BOOK Program awards prize money to five winners


Kinsley Alley

Senior Tyler White is the grand prize Book Project winner with his Community America Credit Union internship over the summer, winning $1,500.

On Sep. 17, five students were awarded prize money that ranged from $250-$1700 from the BOOK Program for their summer internships. BOOK stands for “Baker Organizational Observation for Knowledge” and was co-created by Professor of Business and Economics Dr. Kevin McCarthy and former professor John Pepper with the help of Career Services. 

The BOOK Program is open to any student above sophomore status that participates in a summer internship for college credit, no matter their major. After the summer, students participate in a competition explaining to the judges where they worked and some of the jobs they had to do for the company.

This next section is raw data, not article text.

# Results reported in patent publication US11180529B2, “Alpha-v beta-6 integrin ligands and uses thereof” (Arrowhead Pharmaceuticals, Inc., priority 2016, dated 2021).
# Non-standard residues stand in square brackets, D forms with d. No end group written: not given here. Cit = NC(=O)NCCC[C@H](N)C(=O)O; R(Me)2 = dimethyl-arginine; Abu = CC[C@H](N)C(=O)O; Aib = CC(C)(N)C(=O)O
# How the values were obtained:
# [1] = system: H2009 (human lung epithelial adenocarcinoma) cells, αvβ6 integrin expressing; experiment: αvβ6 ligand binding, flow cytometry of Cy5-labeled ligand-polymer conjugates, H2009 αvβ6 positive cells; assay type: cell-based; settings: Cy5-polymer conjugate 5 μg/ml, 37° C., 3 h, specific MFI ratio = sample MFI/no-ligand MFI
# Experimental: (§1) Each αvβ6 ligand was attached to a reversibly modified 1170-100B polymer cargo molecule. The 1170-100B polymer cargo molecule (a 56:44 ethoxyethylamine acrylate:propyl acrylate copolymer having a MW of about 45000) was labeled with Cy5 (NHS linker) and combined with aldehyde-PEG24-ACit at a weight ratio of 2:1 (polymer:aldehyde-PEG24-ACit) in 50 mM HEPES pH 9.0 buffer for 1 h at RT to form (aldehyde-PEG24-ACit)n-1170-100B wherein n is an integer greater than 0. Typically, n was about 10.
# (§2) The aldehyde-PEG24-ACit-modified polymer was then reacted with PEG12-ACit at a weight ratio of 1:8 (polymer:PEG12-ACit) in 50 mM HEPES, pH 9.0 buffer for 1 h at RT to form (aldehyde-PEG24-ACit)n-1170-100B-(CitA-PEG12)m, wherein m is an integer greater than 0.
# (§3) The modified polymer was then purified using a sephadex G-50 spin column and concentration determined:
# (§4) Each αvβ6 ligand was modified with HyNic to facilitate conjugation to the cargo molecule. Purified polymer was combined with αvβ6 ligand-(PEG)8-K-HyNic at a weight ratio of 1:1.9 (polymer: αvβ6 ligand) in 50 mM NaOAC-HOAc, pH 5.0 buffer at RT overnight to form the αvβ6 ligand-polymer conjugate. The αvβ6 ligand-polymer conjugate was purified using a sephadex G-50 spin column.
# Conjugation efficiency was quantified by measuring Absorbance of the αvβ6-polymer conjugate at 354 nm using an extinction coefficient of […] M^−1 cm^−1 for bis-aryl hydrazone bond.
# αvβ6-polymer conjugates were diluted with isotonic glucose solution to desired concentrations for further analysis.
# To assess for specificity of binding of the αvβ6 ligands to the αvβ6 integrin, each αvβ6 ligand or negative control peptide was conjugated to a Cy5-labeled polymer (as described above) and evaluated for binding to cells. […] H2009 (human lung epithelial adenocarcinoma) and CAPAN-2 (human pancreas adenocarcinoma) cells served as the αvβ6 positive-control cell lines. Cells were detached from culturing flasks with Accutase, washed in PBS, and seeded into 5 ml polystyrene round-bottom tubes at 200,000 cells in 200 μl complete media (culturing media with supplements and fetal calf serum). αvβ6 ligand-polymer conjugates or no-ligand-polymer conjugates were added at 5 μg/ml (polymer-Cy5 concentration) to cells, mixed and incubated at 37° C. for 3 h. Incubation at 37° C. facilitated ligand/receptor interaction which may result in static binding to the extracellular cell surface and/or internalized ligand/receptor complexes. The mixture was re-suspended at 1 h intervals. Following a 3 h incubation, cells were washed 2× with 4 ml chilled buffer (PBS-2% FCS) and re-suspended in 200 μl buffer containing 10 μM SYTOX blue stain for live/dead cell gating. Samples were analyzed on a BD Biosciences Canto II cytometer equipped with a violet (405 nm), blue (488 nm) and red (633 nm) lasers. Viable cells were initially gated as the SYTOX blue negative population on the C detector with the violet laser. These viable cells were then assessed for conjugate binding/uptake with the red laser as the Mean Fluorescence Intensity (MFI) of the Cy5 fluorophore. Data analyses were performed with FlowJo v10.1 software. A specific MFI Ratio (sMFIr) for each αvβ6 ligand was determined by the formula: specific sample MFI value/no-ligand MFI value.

Started in 2007, McCarthy was looking to create an innovative program that he could get involved in to help students when he was approached by a former colleague with this idea. 

“It’s an opportunity for students to show some initiative because they really have to learn about the organization [they chose] above and beyond what their internship really demands,” McCarthy said. “And I think the employers love to see this because [if] their interns are very understanding of the business, they can be more valuable.”

This year eight students competed and five were awarded prize money: Senior Zoe Brewer, Senior Josephine Moore, Junior Lauren O’Dea, Senior Raymond Swopes and Senior Tyler White.  

Business and finance major senior Zoe Brewer was awarded $250 for her internship at Lockton, an insurance brokerage, as well as an extra $200 for incorporating a section about social responsibility into her presentation. Social responsibility reflects how involved the company is in its community through philanthropy or volunteer efforts. Brewer was introduced to the program by her advisor, Dr. McCarthy. 

Even though this internship wasn’t directly connected with her major, Brewer still gained valuable skills that will help her later.

“I think that networking and getting to know people, being able to interact in a professional setting, learning how to time manage, manage multiple projects and be able to network professionally were the key takeaways from that,” Brewer said.